Dance Steps

Let me just tell you, I have the coolest bloggy friends. No seriously, they rock. When I realized that this NaNoWriMo thing was no joke and would take up more time than I have, I put out an SOS to some of my best blog buddies. I asked if they’d be willing to guest post for me so that I could focus on NaNoWriMo while still keeping you entertained. And you know what? They all said yes! Because they rock!

I am very excited to introduce you to another of my very favorite bloggers, CDG from Move Over Mary Poppins. I stumbled across her blog (or did she stumble across mine?) shortly after I started blogging and I immediately fell in love with the way she uses words to describe a situation that you feel your standing in the middle of. She is a nanny by day (to twin toddlers and an infant), a mommy 24/7, and a writer when time allows. I asked her to guest post for me, and she said yes. Then she told me she is also doing NaNoWriMo! I don’t know how she does it all, but she does and she does it well.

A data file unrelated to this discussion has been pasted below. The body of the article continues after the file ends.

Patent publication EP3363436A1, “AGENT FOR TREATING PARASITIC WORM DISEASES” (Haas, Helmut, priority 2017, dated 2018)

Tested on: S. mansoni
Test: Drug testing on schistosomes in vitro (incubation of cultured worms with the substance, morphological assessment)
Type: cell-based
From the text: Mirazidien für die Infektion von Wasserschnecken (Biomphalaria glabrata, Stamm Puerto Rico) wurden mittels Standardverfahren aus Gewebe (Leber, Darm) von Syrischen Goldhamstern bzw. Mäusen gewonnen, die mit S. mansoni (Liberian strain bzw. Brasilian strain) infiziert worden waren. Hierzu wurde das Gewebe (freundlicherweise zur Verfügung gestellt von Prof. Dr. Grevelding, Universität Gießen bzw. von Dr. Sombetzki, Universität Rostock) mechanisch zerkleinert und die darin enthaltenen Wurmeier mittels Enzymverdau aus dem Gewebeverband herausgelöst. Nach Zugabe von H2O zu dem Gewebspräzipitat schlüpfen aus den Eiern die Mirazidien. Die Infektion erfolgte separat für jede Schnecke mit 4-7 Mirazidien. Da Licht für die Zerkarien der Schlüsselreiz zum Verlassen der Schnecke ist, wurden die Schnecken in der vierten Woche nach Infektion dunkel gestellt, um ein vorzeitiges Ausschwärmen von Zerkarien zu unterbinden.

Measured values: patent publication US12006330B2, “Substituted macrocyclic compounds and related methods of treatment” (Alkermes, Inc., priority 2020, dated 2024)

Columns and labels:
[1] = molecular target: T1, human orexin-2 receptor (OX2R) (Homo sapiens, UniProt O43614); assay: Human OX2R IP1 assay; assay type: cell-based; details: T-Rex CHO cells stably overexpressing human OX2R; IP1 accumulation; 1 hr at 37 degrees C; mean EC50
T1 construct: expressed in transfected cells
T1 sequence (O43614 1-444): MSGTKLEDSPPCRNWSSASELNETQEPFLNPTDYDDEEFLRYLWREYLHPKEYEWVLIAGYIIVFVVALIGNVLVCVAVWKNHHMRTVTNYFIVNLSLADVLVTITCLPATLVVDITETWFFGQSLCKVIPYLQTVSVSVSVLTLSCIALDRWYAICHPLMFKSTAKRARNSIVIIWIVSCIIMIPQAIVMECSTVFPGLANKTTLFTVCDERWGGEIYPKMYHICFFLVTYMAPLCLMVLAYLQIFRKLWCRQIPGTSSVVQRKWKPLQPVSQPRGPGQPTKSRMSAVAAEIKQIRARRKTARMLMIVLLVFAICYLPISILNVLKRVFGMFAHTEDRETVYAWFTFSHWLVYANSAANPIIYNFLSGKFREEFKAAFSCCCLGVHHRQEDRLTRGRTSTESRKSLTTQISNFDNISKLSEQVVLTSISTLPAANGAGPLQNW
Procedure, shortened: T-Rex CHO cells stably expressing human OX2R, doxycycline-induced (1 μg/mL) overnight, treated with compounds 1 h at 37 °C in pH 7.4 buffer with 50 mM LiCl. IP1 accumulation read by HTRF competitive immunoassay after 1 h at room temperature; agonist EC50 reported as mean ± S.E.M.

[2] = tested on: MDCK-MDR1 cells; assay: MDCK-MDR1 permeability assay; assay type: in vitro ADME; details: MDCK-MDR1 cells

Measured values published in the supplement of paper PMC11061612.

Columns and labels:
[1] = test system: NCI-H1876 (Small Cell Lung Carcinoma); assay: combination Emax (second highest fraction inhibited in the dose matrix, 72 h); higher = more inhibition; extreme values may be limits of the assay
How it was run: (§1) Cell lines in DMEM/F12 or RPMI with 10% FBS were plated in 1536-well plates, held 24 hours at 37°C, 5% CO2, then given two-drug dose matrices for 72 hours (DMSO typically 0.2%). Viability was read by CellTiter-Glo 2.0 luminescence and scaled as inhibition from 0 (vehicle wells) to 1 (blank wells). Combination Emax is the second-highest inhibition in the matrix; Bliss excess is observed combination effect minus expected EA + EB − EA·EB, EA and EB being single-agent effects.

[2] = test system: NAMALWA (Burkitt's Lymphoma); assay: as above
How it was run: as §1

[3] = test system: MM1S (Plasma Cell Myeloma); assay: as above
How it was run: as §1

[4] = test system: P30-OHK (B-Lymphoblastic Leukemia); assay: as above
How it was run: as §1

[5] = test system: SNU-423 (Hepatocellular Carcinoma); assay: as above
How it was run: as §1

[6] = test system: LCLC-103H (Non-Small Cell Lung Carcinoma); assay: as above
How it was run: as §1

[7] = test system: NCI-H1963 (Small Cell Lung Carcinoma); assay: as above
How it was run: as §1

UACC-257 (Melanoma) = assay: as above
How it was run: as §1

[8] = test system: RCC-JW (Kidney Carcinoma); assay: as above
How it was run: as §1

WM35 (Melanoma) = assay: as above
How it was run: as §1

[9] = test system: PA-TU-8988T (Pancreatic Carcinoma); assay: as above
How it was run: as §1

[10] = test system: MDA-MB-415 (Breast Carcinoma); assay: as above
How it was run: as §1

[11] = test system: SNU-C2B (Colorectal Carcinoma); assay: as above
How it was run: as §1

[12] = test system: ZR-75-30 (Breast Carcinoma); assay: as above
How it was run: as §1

CDG has been a HUGE supporter of my writing efforts, and I can never thank her enough for that support. CDG, I’m sending you lots of hugs and thank you’s!

Dance Steps

I am only graceful when I hold babies.

I come fresh to this realization nearly every day.

With an infant on my left hip, there is no end to what I can accomplish. One handed, I am a dancer. I know the steps cold. I don’t need to hear the tune. The rhythm permanently resides in my bones. I can lead any partner, but I am a terrible follower.

Left unencumbered, I am bereft of grace.